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Urban Evolutionary Biology$
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Marta Szulkin, Jason Munshi-South, and Anne Charmantier

Print publication date: 2020

Print ISBN-13: 9780198836841

Published to Oxford Scholarship Online: June 2020

DOI: 10.1093/oso/9780198836841.001.0001

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PRINTED FROM OXFORD SCHOLARSHIP ONLINE (oxford.universitypressscholarship.com). (c) Copyright Oxford University Press, 2021. All Rights Reserved. An individual user may print out a PDF of a single chapter of a monograph in OSO for personal use. date: 28 November 2021

Sidewalk Plants as a Model for Studying Adaptation to Urban Environments

Sidewalk Plants as a Model for Studying Adaptation to Urban Environments

Chapter:
(p.130) Chapter 8 Sidewalk Plants as a Model for Studying Adaptation to Urban Environments
Source:
Urban Evolutionary Biology
Author(s):

Pierre Olivier Cheptou

Susan C. Lambrecht

Publisher:
Oxford University Press
DOI:10.1093/oso/9780198836841.003.0008

As a widespread, human-altered habitat, the urban environment represents a potentially interesting model for evolutionary ecologists to study contemporary adaptation to global change. In cities, plants are often relegated to small, isolated patches of soil among a concrete matrix, which establishes a highly fragmented habitat. Small patches around planted trees on pavements (sidewalks) are colonized by wild plants and exemplify a typical, fragmented urban habitat. These patches also represent a geometrical and regular habitat for studying plant adaptation to fragmentation. Based on a 10-year research programme in Mediterranean France (Montpellier), the chapter discusses how an annual weed, Crepis sancta (hawksbeard, Asteraceae), has adapted to urban patches. While the most obvious traits expected to respond to fragmentation are seed dispersal traits, the authors present results showing how urban patches have actually selected for a battery of life-history and ecophysiological traits. The striking result is that adaptation is rapid in urban environments and can be detected in fewer than fifteen generations. The authors’ studies reveal that, beyond the focal sidewalk patchy populations, adaptations to urban environments may be diverse as a result of the variety of habitats within cities. They discuss how adaptation to urban fragmentation can be characterized and how the comparison between rural and urban populations provides a powerful method to study how plants adapt to various facets of global change. Overall, urban environments have proved to be an opportune and relevant ecological model for studying contemporary adaptation.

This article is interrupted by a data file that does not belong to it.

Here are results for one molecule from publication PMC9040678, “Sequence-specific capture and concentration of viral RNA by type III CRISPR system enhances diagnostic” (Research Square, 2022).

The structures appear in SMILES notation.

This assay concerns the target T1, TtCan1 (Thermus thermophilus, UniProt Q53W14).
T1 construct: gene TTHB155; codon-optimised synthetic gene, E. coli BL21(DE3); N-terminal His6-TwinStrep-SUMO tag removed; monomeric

Keywords:   Rapid adaptation, plant, urban fragmentation, dispersal, physiology

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